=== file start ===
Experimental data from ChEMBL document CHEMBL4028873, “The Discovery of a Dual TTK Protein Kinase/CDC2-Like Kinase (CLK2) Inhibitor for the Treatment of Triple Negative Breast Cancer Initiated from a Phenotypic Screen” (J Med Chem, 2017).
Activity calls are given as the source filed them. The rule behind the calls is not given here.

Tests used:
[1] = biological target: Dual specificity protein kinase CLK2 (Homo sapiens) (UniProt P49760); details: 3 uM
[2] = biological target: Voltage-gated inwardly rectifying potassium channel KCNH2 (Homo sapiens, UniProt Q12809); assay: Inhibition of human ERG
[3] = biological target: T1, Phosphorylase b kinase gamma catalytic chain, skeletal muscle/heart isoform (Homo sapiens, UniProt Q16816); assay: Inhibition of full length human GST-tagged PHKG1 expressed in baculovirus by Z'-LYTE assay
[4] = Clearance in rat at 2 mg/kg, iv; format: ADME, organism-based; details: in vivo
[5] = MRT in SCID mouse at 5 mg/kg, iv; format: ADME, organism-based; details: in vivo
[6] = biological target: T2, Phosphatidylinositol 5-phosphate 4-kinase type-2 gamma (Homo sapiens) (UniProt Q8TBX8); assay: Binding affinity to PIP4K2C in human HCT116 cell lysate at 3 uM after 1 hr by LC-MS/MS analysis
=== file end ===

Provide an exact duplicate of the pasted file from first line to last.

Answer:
Experimental data from ChEMBL document CHEMBL4028873, “The Discovery of a Dual TTK Protein Kinase/CDC2-Like Kinase (CLK2) Inhibitor for the Treatment of Triple Negative Breast Cancer Initiated from a Phenotypic Screen” (J Med Chem, 2017).
Activity calls are given as the source filed them. The rule behind the calls is not given here.

Tests used:
[1] = biological target: Dual specificity protein kinase CLK2 (Homo sapiens) (UniProt P49760); details: 3 uM
[2] = biological target: Voltage-gated inwardly rectifying potassium channel KCNH2 (Homo sapiens, UniProt Q12809); assay: Inhibition of human ERG
[3] = biological target: T1, Phosphorylase b kinase gamma catalytic chain, skeletal muscle/heart isoform (Homo sapiens, UniProt Q16816); assay: Inhibition of full length human GST-tagged PHKG1 expressed in baculovirus by Z'-LYTE assay
[4] = Clearance in rat at 2 mg/kg, iv; format: ADME, organism-based; details: in vivo
[5] = MRT in SCID mouse at 5 mg/kg, iv; format: ADME, organism-based; details: in vivo
[6] = biological target: T2, Phosphatidylinositol 5-phosphate 4-kinase type-2 gamma (Homo sapiens) (UniProt Q8TBX8); assay: Binding affinity to PIP4K2C in human HCT116 cell lysate at 3 uM after 1 hr by LC-MS/MS analysis